I’ve always been very interested in Technology, and this interest was piqued when I was able to go on an ‘Entrepreneurial Thinking’ course at General Assembly in New York. What really impressed me was the community atmosphere that they had engendered in their ‘space’ in New York, and the stories from the entrepreneurs themselves who had made a success of themselves (due in part to the connections and support that they’d gained from that ‘incubator’ community of start-ups).
Of course, their success stories seemed to always make it sound easier than I’m sure it was to get started. Often, when you hear the elevator pitch of their ‘product/service’, your reaction is… “can that really be a product??” An example being an app that allowed young girls to ask advice about their boyfriends by uploading snapshots of their text messages for comment and debate. It seemed to me that the enterpreneur involved had made more money from her story of the startup in TV and magazines, than from the actual app itself!
Returning to London, I went along to the General Assembly here and – though their space was not as impressive, and the list of training/courses available not as extensive – there was the same atmosphere of creativity/optimism and opportunity that I’d seen in New York.
Of course since then I’ve done my research and caught up on the whole Silicon Roundabout/Tech City scene that is starting up in and around Old Street and Shoreditch – to get up to speed read this brief history by TechCrunch’s Mike Butcher. I even went along to a GigaOM-sponsored PubSummit and met a few of the London-based entrepreneurs that are trying to get their ideas off the ground. Again, I met a founder of an app called Inkly is like Moonpig e-cards but with the ability to upload hand-written text. I also heard about What3Words, an app that allows you to pinpoint exactly where you’d like to meet.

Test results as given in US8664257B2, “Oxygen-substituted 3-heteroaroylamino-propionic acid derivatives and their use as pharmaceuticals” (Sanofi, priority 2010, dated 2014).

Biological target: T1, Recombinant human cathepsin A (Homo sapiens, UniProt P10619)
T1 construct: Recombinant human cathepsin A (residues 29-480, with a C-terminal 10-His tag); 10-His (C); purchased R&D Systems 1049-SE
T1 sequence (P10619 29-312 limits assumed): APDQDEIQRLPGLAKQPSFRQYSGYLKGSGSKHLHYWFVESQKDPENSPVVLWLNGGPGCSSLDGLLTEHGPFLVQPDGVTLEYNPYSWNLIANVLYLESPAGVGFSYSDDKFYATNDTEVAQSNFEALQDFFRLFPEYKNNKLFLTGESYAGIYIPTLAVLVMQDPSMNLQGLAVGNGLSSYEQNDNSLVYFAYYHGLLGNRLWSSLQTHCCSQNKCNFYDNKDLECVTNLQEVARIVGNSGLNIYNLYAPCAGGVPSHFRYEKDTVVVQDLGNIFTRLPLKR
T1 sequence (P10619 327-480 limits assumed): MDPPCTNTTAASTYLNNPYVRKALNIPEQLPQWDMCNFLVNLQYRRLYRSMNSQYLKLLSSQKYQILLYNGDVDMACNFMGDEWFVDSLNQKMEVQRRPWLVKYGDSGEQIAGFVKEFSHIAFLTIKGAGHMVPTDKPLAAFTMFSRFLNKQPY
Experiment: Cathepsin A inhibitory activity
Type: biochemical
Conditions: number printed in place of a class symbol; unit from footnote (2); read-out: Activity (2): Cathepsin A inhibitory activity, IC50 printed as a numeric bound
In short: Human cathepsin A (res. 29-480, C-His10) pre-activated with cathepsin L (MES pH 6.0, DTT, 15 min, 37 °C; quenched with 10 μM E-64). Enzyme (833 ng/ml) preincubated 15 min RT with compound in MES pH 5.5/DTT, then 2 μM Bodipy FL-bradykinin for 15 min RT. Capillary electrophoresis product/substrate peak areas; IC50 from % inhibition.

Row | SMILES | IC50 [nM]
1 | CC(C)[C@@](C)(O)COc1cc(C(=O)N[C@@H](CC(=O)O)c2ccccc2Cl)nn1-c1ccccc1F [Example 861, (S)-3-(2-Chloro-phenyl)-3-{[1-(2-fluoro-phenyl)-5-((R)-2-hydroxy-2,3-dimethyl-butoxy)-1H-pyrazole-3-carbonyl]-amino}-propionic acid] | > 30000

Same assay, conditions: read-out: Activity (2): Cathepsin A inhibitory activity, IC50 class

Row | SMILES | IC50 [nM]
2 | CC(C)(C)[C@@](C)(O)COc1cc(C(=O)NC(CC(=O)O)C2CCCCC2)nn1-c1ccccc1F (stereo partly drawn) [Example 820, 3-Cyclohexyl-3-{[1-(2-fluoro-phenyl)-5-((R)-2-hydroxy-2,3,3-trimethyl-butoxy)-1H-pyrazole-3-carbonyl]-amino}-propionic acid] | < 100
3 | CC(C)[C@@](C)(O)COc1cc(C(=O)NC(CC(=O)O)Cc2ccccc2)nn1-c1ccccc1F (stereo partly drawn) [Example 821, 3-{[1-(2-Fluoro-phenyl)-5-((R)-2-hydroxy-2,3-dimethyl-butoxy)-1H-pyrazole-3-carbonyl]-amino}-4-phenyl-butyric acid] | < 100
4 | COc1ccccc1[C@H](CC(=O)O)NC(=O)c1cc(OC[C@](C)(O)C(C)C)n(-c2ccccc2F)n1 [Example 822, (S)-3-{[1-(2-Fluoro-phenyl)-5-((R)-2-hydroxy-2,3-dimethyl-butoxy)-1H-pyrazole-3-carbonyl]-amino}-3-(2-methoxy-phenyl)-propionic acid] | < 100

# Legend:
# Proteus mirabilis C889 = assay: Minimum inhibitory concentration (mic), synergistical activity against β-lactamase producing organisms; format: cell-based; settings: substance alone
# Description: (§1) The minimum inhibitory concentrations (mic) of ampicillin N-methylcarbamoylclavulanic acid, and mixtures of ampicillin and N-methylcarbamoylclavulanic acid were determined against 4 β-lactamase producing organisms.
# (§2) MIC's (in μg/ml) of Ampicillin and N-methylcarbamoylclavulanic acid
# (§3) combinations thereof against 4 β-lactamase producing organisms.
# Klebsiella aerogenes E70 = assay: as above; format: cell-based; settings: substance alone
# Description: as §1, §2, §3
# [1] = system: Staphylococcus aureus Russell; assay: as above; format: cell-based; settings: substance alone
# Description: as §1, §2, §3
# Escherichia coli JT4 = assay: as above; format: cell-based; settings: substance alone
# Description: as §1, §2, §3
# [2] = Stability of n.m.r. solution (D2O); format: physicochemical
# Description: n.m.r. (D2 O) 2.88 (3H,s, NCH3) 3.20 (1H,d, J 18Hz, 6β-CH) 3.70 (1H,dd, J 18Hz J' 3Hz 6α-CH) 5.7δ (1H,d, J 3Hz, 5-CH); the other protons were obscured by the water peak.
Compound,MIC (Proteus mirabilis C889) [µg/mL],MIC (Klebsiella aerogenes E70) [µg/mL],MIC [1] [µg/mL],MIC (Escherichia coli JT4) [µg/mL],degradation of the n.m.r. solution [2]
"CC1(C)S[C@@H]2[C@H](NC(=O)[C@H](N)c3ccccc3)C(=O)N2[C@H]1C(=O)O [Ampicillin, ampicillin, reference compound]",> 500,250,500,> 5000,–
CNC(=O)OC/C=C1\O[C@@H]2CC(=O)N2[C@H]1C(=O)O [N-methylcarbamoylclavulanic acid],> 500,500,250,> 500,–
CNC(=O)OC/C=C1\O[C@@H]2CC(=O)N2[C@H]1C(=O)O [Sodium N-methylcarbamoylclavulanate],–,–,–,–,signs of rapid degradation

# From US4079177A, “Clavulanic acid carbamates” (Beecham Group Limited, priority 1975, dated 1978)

Many of the pundits raving about London describe it as embodying the ‘best of all cities’ – citing a well-established financial sector, arts sector, and media/advertising sector which I’m sure pleases the Tech City Investment Organisation to hear. However, scratch the surface and it seems that most of the startups based here are lacking available funds to really grow into something that might truly challenge the sort of companies originating from the more-developed Silicon Valley scene. I also wonder if these startups have really been able to engage with the more established sectors in this city, to mutual benefit.
Overall, I’m glad that there is this new focus on London as a technology hub for start-ups and entrepreneurs, and pleased that the government is taking an interest and investing for the future (though the funds to redevelop Old Street roundabout and create another Google Campus could perhaps be spent on helping fund the startups themselves). Let’s hope all this hype really pays off – I’m really interested to see what can be created by the emerging companies involved.
- From embryonic tech scene ten years ago, London emerges as ‘Tech City’ for startups (medcitynews.com)
- London’s Tech City tops UK new business chart with 15,000 new startups last year (itproportal.com)